Johnny insisted that I first met him at Comics Den, a small comic book shop here in San Pablo sometime in the early 2000s. To be honest, I don\’t remember. When the Laguna Artists Group (later known as the Komikero Artists Group) formed in 2002, he became one of the members. Little did I know at the time that his entry into my life would be a life changing one. Slowly over the years we got to know each other and he eventually became one of my close friends. That doesn\’t mean we shared everything. Johnny was a private person and so was I. And so was Jonas, but in spite of that we three formed a strong bond. We didn\’t need to see or talk to each other all the time. We didn\’t intrude into each other\’s personal lives. And yet we were so close it\’s crazy. It\’s hard to explain.
It is this same privacy that kept Johnny from telling us right away that he had been feeling seriously sick. He did tell us he felt feverish once in a while, but he didn\’t tell us how serious it actually was. Talking with his sister last night at his wake, I was told how private he was with them. Talking with her made me realize something about Johnny… something I already knew but didn\’t realize how significant it was. Perhaps I was too close that I didn\’t fully realize it or comprehend it.
Johnny spent a large part of his life helping other people. The more I thought about it, the more I realize how true it was. Johnny spearheaded a lot of fund raising events that helped impoverished school children get school supplies. He approached those that he knew, bringing comic book artists together to create art that were sold at auctions held at our local comic book conventions.
Johnny managed to get a lot of big local names to help out. Leinil Yu, Carlo Pagulayan, Stephen Segovia, Harvey Tolibao, Manix Abrera, Carlo Vergara, etc. There was something about Johnny that just made you trust him and made you want to help.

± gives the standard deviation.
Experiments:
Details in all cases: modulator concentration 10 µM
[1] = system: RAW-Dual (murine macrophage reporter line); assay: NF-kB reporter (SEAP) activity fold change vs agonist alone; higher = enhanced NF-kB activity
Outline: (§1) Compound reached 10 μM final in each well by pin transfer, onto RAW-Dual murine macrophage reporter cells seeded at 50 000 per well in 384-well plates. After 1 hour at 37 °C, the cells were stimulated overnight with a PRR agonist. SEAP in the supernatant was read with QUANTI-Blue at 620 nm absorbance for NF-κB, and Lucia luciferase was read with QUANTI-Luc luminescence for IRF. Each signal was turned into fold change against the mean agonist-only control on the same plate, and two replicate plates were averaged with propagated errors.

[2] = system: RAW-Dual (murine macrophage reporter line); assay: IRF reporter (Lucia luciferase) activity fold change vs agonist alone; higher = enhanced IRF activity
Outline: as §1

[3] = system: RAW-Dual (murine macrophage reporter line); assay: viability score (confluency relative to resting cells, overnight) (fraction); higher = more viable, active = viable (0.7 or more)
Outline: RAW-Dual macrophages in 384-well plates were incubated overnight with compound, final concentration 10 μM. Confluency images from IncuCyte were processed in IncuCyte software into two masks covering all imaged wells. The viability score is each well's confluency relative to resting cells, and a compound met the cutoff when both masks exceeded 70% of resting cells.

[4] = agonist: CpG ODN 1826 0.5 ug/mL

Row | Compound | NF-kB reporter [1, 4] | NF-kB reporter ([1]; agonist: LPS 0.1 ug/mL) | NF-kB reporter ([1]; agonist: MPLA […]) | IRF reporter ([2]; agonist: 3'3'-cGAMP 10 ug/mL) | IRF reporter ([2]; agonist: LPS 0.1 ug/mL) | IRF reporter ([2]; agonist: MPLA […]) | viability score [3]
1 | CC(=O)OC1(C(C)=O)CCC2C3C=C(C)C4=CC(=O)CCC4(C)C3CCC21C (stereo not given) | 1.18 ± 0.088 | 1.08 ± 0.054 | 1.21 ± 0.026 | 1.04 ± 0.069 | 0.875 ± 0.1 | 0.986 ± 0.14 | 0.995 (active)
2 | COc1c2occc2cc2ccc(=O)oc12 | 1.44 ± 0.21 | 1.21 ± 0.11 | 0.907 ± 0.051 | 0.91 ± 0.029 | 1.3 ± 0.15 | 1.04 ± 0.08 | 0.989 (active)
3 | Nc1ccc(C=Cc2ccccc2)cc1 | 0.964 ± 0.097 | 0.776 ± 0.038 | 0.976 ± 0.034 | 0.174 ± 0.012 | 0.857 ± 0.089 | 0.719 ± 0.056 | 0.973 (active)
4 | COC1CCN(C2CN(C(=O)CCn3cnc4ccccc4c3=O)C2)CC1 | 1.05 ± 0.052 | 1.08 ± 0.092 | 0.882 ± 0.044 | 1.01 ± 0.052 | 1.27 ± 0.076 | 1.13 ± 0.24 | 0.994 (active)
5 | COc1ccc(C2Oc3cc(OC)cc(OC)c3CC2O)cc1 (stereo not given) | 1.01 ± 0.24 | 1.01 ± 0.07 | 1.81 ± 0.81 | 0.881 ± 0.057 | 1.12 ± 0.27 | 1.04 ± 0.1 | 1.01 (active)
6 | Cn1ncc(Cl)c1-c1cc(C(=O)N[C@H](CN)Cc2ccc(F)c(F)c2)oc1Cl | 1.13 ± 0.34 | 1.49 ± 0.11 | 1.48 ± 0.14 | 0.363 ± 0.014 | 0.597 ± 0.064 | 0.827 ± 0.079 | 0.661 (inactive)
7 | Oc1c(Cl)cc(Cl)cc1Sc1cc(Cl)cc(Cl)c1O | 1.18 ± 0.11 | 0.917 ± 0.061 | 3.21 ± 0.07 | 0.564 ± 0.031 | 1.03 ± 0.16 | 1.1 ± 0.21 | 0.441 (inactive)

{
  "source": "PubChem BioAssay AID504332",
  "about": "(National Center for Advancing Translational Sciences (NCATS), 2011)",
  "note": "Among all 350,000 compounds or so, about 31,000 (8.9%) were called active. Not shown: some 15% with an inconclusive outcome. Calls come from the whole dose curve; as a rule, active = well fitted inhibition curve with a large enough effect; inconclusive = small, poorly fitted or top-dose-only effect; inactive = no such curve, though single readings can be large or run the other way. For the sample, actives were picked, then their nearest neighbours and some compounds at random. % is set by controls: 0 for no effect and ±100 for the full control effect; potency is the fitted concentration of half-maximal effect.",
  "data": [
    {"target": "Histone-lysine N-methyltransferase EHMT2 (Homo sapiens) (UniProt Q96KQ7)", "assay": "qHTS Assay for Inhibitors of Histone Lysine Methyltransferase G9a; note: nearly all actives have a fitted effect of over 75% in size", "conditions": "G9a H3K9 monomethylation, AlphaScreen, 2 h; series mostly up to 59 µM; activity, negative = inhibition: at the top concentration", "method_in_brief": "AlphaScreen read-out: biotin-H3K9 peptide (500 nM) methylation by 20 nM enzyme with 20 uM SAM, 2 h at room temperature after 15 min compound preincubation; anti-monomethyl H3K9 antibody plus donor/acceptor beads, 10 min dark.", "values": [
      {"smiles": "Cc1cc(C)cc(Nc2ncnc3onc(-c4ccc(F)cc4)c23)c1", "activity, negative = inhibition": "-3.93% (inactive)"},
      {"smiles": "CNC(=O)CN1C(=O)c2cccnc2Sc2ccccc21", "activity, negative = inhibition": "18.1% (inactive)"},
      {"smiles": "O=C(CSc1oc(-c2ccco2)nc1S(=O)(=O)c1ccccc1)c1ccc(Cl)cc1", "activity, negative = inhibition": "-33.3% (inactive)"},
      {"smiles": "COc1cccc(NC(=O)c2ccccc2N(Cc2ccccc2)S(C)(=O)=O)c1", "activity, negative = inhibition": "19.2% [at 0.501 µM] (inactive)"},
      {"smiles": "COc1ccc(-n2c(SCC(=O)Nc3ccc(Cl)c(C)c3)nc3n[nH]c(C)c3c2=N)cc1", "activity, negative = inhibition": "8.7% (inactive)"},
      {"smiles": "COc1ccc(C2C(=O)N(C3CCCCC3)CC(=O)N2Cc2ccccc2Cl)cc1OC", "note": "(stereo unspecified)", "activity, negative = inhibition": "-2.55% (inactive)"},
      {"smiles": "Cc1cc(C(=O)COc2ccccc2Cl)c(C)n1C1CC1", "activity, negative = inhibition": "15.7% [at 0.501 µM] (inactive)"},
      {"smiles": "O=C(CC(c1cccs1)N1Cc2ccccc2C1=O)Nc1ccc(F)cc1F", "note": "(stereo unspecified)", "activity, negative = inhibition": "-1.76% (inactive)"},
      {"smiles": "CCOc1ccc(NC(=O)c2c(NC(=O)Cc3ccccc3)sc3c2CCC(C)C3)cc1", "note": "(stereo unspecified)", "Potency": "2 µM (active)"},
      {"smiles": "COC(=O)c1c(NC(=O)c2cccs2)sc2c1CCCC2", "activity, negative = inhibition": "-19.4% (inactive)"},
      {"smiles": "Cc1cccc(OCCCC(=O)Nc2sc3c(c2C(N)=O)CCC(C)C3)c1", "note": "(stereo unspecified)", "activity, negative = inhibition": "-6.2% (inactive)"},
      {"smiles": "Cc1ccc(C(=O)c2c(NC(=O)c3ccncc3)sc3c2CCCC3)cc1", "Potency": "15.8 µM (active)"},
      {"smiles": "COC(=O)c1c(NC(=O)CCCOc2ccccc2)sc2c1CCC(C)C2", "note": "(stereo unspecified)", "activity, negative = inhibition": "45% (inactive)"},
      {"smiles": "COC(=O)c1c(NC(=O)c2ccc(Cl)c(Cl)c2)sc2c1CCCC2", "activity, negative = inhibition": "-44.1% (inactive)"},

He was also involved in helping raise funds to help fellow comic book creators who had needed financial help for medical reasons, such as the case with Vergil Espinosa and Rico Rival\’s family. When someone needed help, Johnny\’s first thought was to help raise funds so everyone could help.
Johnny made a living for himself holding down two jobs. One job was with an NGO that helped fellow Filipinos across the country. His other job was online… and that was helping Japanese citizens learn how to speak English. It\’s amazing how much of Johnny\’s life was built around helping and serving other people, even right up to the end.
He thought of others more and less for himself. Sure he had his own vices. He was after all a comic book fan. He collected toys and comics. But that is as far as he went serving himself. I realize now how Johnny was one of the most selfless people I know. I wish there was some way we could have let him know how much we appreciate him and what he\’s done. But knowing Johnny, he wouldn\’t want the attention and the fuss.
Last night I saw Johnny at his wake. It\’s so hard to believe he\’s gone. Even now I still can\’t wrap my head around it. He loomed so large, so vibrant and alive that it\’s hard to fully accept that he\’s no longer here. Of course, in many ways he will always be around. As long as we remember him he will be. And there\’s the videos. I made so many videos with Johnny. I\’m thankful I did that because whenever I miss him I can just look at any one of those videos and I can laugh with him again, and be comforted by his presence again.
Back in 2004, Johnny moved to Davao to work. I had gotten so used to having Johnny around during our regular Komikero meetings that his departure devastated me. I had been moved to create the video below as a tribute to him.
Commenting on that video from faraway Davao, Johnny exclaimed: \”I\’m not dead yet!\”
No Johnny, you will never be.